Acute bacterial rhinosinusitis (ABRS) is caused by a bacterial infection of the paranasal sinuses. Symptoms include facial pain and pressure, purulent drainage, congestion and fever.

The most common bacteria associated with ABRS include Streptococcus pneumoniae, Haemophilus influenzae and Moraxella catarrhalis. Almost all cases of acute bacterial rhinosinusitis are preceded by an acute viral rhinitis (or common cold).

In the most common presentation, symptoms of a common cold develop and will resolve over the course of seven to 10 days. In approximately two to five percent of cases, however, acute bacterial rhinosinusitis develops. When this happens, the cold symptoms get worse or do not start to resolve after five to seven days. At this point, it is appropriate to start antibiotic therapy.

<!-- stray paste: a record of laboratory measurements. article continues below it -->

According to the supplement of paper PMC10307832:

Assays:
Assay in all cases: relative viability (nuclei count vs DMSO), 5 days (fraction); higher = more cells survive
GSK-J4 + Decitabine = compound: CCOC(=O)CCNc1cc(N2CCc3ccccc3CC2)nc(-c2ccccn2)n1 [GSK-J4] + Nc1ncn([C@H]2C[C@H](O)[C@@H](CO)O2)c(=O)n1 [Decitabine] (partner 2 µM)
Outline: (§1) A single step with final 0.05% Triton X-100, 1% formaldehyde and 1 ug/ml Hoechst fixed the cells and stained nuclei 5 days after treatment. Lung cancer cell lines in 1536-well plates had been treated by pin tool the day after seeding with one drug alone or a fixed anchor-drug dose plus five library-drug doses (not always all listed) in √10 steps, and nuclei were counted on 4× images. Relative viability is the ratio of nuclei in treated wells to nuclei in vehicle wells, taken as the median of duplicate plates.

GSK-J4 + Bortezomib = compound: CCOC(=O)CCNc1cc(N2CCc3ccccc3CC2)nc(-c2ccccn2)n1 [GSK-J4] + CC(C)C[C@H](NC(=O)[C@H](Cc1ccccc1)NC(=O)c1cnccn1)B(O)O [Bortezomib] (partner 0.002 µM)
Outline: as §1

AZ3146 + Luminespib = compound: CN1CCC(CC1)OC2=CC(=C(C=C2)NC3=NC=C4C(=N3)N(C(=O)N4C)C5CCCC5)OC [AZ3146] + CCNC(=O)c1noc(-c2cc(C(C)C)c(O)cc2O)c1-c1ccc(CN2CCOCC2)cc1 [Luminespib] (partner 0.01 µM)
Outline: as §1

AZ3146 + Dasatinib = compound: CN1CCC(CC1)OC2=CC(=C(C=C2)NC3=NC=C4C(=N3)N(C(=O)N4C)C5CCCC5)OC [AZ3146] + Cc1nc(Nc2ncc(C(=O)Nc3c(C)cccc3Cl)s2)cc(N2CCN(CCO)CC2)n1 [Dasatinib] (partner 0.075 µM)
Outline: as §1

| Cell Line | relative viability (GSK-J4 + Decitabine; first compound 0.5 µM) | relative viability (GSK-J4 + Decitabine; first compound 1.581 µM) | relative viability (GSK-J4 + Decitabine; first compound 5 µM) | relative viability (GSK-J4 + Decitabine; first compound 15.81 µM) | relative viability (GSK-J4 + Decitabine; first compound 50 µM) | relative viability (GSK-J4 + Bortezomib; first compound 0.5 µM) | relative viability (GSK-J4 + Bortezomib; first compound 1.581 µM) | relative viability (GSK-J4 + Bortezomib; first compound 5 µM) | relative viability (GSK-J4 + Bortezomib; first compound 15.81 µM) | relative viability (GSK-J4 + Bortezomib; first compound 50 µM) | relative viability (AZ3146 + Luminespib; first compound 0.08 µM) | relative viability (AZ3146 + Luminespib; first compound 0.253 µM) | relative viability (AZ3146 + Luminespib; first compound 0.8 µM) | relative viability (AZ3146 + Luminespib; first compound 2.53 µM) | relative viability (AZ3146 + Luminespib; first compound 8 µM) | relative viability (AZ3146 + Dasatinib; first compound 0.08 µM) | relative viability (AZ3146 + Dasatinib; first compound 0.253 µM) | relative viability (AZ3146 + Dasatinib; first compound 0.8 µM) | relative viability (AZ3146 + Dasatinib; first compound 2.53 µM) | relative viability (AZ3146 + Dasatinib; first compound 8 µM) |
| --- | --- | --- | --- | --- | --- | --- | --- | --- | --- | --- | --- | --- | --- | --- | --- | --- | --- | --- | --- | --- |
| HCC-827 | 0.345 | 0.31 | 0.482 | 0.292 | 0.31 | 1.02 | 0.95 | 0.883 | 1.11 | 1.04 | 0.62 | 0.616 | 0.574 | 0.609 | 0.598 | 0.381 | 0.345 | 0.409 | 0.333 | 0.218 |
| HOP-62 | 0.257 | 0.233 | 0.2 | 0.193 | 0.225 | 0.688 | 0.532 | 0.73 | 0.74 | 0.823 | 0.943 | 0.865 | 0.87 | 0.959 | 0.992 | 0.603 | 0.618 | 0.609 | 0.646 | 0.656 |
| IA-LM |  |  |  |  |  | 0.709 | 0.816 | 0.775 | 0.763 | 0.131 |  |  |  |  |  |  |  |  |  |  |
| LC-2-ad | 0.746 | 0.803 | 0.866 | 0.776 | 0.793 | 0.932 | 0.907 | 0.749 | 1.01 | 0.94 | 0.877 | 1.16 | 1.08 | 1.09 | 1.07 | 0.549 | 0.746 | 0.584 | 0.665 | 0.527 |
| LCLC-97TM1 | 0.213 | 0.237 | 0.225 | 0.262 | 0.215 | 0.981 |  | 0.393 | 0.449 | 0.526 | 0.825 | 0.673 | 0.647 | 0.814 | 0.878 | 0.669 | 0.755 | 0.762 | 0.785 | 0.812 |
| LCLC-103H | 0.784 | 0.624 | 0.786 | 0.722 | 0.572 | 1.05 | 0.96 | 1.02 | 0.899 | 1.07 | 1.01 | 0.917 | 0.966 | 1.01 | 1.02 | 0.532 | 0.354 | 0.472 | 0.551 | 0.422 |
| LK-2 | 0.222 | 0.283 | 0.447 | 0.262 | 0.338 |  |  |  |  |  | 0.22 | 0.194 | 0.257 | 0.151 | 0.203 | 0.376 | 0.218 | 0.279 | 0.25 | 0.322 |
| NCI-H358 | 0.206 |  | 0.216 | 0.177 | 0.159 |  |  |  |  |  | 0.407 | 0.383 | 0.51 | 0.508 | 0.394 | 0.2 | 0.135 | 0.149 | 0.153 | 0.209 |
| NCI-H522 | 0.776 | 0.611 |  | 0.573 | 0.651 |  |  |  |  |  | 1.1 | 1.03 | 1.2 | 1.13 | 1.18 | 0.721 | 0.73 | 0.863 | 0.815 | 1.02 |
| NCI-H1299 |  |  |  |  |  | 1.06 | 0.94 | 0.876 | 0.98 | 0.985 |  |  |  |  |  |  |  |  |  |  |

On the other hand, starting antibiotics earlier is not recommended, because the condition is probably viral. Antibiotics do nothing for viral rhinitis and the condition will usually resolve without specific treatment.

Reviewed by a Cleveland Clinic medical professional.

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